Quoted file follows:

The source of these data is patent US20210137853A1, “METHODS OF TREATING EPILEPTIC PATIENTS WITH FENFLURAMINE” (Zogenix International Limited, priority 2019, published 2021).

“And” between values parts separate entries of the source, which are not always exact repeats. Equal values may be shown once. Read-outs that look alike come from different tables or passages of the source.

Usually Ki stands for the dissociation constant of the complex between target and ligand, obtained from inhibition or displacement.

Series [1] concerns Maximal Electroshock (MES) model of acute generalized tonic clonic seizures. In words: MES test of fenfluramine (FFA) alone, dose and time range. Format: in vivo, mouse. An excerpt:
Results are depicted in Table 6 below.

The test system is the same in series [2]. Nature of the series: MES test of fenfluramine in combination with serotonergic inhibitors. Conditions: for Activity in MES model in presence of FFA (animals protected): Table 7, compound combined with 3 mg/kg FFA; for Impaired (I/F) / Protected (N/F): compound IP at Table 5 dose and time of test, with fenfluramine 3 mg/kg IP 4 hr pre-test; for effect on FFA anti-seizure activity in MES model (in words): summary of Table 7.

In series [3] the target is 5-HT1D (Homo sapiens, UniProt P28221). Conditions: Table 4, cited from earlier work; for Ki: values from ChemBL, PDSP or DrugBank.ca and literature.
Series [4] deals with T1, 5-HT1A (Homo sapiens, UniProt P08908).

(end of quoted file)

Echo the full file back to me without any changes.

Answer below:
The source of these data is patent US20210137853A1, “METHODS OF TREATING EPILEPTIC PATIENTS WITH FENFLURAMINE” (Zogenix International Limited, priority 2019, published 2021).

“And” between values parts separate entries of the source, which are not always exact repeats. Equal values may be shown once. Read-outs that look alike come from different tables or passages of the source.

Usually Ki stands for the dissociation constant of the complex between target and ligand, obtained from inhibition or displacement.

Series [1] concerns Maximal Electroshock (MES) model of acute generalized tonic clonic seizures. In words: MES test of fenfluramine (FFA) alone, dose and time range. Format: in vivo, mouse. An excerpt:
Results are depicted in Table 6 below.

The test system is the same in series [2]. Nature of the series: MES test of fenfluramine in combination with serotonergic inhibitors. Conditions: for Activity in MES model in presence of FFA (animals protected): Table 7, compound combined with 3 mg/kg FFA; for Impaired (I/F) / Protected (N/F): compound IP at Table 5 dose and time of test, with fenfluramine 3 mg/kg IP 4 hr pre-test; for effect on FFA anti-seizure activity in MES model (in words): summary of Table 7.

In series [3] the target is 5-HT1D (Homo sapiens, UniProt P28221). Conditions: Table 4, cited from earlier work; for Ki: values from ChemBL, PDSP or DrugBank.ca and literature.
Series [4] deals with T1, 5-HT1A (Homo sapiens, UniProt P08908).